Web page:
Why the Bachelor’s in history?
NG: Part of choosing History was with some theatre goals in mind, since I love classical theatre and Shakespeare. After graduating from the University of Arizona with an MFA, my wife and some friends and I started a theatre company in California. We did mostly classics, like Shakespeare, and some non-classics, like Grease.

You’ve mentioned Grease before; you like it a lot, don’t you?
NG: I do like it a lot. It’s a show that gets people excited, and the songs are fun. You can’t really do a show that you don’t love; I’ve learned that from personal experience.

What was the show you didn’t love?
NG: It was The Wizard of Oz. It’s a great show. I don’t mind watching it, and my kids love it; but I’m not passionate about directing it, and you can’t direct a show that you’re not passionate about. It was a lesson for me.

Given your training and experiences with other schools and companies, what is your vision for our theatre program at KWC?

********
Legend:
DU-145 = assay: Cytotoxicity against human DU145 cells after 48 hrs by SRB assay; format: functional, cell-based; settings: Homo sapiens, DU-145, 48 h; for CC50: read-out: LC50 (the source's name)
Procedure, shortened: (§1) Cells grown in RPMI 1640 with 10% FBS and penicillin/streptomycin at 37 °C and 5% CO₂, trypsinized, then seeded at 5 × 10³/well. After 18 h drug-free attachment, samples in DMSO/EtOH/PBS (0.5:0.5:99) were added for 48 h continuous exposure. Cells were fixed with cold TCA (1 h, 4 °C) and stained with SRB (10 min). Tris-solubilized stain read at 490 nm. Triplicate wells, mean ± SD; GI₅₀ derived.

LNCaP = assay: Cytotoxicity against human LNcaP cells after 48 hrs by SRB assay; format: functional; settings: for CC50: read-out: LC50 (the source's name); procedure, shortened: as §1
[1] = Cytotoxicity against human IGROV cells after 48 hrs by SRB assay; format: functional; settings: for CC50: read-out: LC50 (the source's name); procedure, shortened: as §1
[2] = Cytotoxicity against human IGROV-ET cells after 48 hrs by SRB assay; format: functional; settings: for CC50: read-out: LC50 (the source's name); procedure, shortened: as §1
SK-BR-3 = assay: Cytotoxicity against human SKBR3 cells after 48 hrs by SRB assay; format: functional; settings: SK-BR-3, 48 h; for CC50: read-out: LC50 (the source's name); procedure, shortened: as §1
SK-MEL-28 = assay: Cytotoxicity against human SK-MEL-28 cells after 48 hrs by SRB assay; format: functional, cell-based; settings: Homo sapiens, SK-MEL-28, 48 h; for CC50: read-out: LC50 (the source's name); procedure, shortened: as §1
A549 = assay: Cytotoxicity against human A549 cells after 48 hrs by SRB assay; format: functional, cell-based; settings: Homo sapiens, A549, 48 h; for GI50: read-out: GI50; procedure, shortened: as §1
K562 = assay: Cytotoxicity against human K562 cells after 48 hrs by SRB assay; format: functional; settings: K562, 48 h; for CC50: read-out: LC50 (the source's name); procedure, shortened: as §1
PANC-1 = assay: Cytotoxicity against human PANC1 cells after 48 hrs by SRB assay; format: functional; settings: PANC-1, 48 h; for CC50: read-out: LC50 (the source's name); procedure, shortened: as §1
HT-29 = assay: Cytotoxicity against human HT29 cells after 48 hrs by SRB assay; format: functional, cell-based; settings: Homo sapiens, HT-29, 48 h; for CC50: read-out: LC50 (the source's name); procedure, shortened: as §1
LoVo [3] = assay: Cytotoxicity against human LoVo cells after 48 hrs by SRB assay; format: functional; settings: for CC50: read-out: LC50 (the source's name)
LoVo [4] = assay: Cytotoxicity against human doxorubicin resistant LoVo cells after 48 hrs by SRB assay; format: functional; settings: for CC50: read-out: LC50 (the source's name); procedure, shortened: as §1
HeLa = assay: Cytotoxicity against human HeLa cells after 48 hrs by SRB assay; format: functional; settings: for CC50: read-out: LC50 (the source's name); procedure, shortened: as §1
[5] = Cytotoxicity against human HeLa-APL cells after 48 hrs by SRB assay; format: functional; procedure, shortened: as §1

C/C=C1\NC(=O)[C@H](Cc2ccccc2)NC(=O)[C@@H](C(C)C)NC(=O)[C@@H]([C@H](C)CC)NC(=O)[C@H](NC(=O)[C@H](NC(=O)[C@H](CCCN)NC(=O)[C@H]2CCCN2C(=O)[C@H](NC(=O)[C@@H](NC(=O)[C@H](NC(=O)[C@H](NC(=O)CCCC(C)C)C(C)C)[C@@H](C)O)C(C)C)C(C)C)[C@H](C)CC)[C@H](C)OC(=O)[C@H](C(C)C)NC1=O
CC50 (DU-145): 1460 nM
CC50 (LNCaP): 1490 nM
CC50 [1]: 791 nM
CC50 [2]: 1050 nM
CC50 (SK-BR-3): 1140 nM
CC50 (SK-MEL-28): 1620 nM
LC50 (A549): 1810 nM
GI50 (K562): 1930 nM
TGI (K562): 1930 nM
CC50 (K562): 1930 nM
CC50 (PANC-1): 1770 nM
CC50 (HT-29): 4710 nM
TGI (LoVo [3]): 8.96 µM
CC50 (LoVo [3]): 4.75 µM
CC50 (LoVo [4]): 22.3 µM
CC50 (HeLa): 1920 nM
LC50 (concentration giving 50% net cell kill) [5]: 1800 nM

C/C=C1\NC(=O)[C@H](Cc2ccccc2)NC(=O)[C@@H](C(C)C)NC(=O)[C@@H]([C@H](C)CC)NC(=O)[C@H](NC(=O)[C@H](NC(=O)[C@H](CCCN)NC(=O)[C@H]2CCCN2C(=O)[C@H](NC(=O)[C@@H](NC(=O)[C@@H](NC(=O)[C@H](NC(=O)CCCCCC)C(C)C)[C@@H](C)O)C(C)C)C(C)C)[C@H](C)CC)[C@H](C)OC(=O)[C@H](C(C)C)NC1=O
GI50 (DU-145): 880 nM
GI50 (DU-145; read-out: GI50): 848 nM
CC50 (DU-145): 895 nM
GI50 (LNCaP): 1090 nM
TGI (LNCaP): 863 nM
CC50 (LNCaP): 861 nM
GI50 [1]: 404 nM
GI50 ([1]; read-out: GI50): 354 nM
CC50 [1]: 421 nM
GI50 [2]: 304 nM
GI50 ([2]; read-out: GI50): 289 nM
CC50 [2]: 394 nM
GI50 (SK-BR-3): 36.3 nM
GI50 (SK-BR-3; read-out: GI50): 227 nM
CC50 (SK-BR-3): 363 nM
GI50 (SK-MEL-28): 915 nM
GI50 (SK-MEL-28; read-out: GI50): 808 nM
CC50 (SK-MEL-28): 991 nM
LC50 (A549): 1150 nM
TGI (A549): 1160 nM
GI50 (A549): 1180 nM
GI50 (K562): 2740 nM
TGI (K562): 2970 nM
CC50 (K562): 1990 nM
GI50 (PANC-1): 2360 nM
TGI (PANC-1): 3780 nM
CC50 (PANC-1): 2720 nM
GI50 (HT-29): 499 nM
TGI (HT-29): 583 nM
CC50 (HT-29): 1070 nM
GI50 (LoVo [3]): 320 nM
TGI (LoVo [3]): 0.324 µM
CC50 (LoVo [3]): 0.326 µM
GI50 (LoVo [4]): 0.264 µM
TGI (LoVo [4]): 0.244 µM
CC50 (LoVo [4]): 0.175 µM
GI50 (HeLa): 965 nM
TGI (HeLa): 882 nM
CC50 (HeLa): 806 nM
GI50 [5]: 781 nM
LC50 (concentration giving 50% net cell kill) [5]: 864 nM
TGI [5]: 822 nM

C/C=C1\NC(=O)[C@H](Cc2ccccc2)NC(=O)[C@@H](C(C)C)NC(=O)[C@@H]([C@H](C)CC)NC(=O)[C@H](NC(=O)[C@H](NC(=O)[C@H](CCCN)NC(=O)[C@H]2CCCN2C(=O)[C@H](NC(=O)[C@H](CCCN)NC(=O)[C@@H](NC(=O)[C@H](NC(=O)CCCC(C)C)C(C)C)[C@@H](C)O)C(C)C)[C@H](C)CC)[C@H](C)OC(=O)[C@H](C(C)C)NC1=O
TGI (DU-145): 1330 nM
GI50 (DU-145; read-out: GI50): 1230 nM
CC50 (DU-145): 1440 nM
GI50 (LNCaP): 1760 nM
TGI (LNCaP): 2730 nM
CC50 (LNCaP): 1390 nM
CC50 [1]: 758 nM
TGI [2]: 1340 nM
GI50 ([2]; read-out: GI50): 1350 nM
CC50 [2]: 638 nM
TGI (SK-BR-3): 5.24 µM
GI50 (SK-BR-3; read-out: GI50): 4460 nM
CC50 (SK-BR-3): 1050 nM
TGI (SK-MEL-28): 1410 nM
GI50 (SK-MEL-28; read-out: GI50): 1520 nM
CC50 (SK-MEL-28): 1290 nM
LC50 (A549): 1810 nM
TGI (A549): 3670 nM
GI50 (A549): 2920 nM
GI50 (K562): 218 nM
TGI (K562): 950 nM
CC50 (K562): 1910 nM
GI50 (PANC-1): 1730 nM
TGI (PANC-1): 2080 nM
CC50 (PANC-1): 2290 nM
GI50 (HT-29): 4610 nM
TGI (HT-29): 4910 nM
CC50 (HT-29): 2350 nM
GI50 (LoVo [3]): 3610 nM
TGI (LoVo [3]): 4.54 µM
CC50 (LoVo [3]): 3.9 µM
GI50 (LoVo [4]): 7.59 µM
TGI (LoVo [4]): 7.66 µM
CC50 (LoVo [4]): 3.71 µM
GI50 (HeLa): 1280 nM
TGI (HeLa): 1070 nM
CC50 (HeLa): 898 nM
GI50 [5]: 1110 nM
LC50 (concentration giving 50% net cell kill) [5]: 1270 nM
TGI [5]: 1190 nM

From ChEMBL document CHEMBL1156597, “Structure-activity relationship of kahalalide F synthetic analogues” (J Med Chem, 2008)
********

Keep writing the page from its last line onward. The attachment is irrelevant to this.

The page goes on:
NG: I’m excited about the vision for this program. I think there’s already a lot of quality here, and certainly a lot of talented students, and I want to grow the training and the system. I want there to be a consistent audience, too, and I think Owensboro has an audience ready to give us full houses. I am also excited to be partnering with Brescia and OCTC, and I’m hoping that partnership will look a lot like the Gainesville Theatre Alliance (GTA), where two small colleges (Gainesville Junior College and Brenau University) combined and are now one of the most successful programs in the country.